Like most young women her age, Kendyl has many interests outside of livestock shows. She does livestock judging and Public Relations for FFA and is a 4-H Livestock ambassador. However, aside from raising steers, her favorite activity is the 4-H Skillathon “It’s so cool. They test you on all kinds of things. For example, they give you a medicine label and you have to decide what and how to administer based on a fake scenario. It’s so fun.” She says.

With three kids, all showing steers, and all involved in other school and church activities,another task for Travis was organization. In the barn is abig white board with the days of the week separated into blocks of time throughout the day. “On Sunday we get all our schedules together and decide who will do what throughout the week.” Kendyl explains “We help each other, and cover tasks and shifts for each other so that we can care for the animals but still do extra activities with school.”

Kendyl and Taygan wear show feed bags and cow ears and tails
Kendyl and Taygan Halloween 2021

In this, the Rust family generosity also helps, because they share their barn with other members of their community. “The Bradley family have a daughter named Carson and they keep their steers here. We never have to miss one of my brother’s football games because they look after our steers on Thursday nights, and in exchange we also help them when they have a family event. Dr. Dutton’s sons both show steers that we keep here, and Travis’ little boy is showing a mini-Hereford named Mr. Bubbles. It’s so fun, like a little show community.” Kendyl explains, proudly.

Kendyl’s outgoing personality and passion for cattle extends beyond just the Rust show barn. She steps up to help any of her fellow livestock showers who may be struggling and takes pride in mentoring those younger than her, or who are just starting out. “We help people with their steers all the time” she says “One time I saw a girl from my county really struggling and offered to help. I said, ‘Come on out to our place, let’s take a look and see what we can do.’” she says, “Usually when people come out it’s not as bad as they think. This cow? He kicked a dent in our gate! I’m really proud that despite the difficulty we were able to help her out, and she did great at her next show.”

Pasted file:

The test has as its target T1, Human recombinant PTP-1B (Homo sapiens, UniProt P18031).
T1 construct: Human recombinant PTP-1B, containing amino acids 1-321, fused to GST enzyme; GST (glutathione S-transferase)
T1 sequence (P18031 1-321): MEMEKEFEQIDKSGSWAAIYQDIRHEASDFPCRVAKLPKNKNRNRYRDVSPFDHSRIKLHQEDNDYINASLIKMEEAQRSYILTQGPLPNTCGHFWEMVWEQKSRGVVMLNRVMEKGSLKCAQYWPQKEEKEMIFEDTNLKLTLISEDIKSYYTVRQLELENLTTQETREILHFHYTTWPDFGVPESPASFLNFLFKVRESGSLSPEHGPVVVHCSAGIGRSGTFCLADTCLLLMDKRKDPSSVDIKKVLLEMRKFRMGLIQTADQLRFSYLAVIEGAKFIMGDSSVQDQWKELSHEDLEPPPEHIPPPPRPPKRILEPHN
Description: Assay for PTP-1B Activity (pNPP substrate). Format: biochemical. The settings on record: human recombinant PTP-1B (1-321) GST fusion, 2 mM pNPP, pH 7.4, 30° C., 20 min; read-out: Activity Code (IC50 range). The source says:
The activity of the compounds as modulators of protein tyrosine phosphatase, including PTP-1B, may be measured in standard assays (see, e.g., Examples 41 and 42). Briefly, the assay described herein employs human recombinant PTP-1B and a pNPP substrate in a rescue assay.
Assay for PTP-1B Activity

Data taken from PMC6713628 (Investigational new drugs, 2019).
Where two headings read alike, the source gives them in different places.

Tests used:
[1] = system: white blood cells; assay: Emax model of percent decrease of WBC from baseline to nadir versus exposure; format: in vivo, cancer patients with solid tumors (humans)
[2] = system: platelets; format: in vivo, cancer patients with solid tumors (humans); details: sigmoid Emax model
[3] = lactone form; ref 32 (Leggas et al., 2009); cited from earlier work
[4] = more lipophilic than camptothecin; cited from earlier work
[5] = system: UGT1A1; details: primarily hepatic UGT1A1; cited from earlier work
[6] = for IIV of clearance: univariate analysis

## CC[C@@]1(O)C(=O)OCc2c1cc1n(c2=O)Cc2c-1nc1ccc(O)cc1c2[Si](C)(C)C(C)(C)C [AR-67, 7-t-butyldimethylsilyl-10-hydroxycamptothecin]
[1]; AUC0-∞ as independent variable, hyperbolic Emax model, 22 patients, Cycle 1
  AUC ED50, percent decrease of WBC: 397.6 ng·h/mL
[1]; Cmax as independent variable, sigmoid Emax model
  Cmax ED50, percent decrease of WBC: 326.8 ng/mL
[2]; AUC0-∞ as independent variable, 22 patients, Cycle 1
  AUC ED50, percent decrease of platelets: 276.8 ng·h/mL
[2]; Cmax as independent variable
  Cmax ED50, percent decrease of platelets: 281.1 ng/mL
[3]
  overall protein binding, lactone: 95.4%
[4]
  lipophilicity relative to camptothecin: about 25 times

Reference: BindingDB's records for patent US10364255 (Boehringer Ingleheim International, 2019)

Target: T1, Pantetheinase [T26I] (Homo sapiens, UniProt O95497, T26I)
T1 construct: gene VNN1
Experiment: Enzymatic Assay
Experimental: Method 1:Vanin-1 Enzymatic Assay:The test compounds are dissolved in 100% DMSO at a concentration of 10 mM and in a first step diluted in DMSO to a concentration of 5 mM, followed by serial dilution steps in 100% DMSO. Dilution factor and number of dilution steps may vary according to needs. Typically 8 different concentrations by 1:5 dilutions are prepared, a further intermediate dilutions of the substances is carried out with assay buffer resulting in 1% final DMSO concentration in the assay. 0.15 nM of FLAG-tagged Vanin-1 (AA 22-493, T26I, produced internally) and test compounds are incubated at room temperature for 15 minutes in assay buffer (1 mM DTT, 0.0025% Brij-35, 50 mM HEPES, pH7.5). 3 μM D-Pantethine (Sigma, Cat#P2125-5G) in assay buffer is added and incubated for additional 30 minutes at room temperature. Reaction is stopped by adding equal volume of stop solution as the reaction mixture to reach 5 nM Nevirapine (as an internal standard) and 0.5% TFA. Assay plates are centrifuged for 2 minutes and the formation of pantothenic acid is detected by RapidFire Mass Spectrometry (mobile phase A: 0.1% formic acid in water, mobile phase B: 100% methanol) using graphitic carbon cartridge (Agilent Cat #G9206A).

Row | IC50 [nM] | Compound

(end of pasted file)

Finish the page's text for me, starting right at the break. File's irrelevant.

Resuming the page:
While the Rusts have won many livestock shows, and are very proud of their hard work, for Kendyl it’s all about the animals. “I love cows.” She says “I know it sounds silly, but I love the steers. They are all different, and it’s so interesting getting to know them and watching them grow. Some of them are little brats and getting kicked by a baby is a good reminder to be careful. But by the time they grow up, they’ve learned to behave and that’s when it’s really fun.” She and her sister have even bred a cow together using AI, with the help of Dr. Dutton, and are very excited to watch her calve soon.

When asked what she finds most challenging about raising and showing livestock, Kendyl gets stumped. After thinking for a moment, she says “I can’t even think of something being challenging. There’s always someone there to help. From the Bradleys to Dr. Dutton, Travis and my siblings…I’ve never had to worry because we all hold each other up and help each other succeed. More importantly, although there are many hands that help us, we know our gifts come from the Lord. Without Him none of this would be possible.”

Hi-Pro Feeds is proud to support agriculture’s future leaders, and wish everyone at Rust Show Cattle the best of luck at future livestock shows. If you want to know more about our show feeds, click here.